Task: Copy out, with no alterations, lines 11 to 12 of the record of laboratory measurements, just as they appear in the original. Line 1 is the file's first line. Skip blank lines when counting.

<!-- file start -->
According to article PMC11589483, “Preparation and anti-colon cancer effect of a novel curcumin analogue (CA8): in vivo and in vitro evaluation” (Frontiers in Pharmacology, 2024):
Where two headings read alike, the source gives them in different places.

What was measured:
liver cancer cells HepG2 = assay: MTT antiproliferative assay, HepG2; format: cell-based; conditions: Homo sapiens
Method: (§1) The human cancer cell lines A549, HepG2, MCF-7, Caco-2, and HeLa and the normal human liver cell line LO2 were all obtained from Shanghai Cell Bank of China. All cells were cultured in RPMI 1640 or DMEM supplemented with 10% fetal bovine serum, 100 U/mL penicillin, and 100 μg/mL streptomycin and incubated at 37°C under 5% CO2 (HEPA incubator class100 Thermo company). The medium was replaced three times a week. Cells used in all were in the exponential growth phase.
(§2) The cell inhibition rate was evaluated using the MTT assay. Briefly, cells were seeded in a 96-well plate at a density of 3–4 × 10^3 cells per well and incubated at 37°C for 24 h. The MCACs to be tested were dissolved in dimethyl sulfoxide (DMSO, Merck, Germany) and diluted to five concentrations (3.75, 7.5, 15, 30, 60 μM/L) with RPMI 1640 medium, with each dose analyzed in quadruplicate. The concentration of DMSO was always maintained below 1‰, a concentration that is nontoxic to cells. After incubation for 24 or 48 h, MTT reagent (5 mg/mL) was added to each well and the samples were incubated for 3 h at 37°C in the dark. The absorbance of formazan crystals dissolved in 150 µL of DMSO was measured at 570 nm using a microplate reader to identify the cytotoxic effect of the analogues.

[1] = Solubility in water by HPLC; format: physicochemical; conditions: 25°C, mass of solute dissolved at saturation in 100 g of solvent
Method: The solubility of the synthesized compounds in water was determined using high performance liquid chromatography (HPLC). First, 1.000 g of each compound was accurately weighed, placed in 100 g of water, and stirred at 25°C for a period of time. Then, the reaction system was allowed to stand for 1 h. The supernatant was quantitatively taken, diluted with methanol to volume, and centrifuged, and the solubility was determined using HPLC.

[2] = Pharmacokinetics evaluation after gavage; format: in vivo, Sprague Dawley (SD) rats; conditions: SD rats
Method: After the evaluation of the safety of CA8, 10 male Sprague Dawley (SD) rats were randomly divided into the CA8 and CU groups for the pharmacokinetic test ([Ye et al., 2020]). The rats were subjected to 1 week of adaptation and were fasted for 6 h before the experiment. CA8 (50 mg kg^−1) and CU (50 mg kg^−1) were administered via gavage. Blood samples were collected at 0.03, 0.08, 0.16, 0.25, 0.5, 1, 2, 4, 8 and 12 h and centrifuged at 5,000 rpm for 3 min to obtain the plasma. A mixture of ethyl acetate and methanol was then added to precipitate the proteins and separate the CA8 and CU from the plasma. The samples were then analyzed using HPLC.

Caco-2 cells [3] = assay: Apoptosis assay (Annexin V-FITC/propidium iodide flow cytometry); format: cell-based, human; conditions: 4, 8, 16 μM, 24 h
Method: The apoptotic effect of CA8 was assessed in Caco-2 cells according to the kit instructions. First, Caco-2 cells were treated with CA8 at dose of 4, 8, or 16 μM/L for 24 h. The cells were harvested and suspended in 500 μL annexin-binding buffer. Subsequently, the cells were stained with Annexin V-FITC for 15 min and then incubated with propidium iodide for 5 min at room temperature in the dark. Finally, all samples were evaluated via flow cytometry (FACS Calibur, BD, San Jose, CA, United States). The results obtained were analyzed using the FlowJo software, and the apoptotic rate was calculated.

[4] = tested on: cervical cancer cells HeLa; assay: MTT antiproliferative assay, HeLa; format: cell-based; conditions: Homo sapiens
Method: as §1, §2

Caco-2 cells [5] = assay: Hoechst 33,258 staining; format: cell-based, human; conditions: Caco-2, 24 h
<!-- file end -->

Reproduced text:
Caco-2 cells [3] = assay: Apoptosis assay (Annexin V-FITC/propidium iodide flow cytometry); format: cell-based, human; conditions: 4, 8, 16 μM, 24 h
Method: The apoptotic effect of CA8 was assessed in Caco-2 cells according to the kit instructions. First, Caco-2 cells were treated with CA8 at dose of 4, 8, or 16 μM/L for 24 h. The cells were harvested and suspended in 500 μL annexin-binding buffer. Subsequently, the cells were stained with Annexin V-FITC for 15 min and then incubated with propidium iodide for 5 min at room temperature in the dark. Finally, all samples were evaluated via flow cytometry (FACS Calibur, BD, San Jose, CA, United States). The results obtained were analyzed using the FlowJo software, and the apoptotic rate was calculated.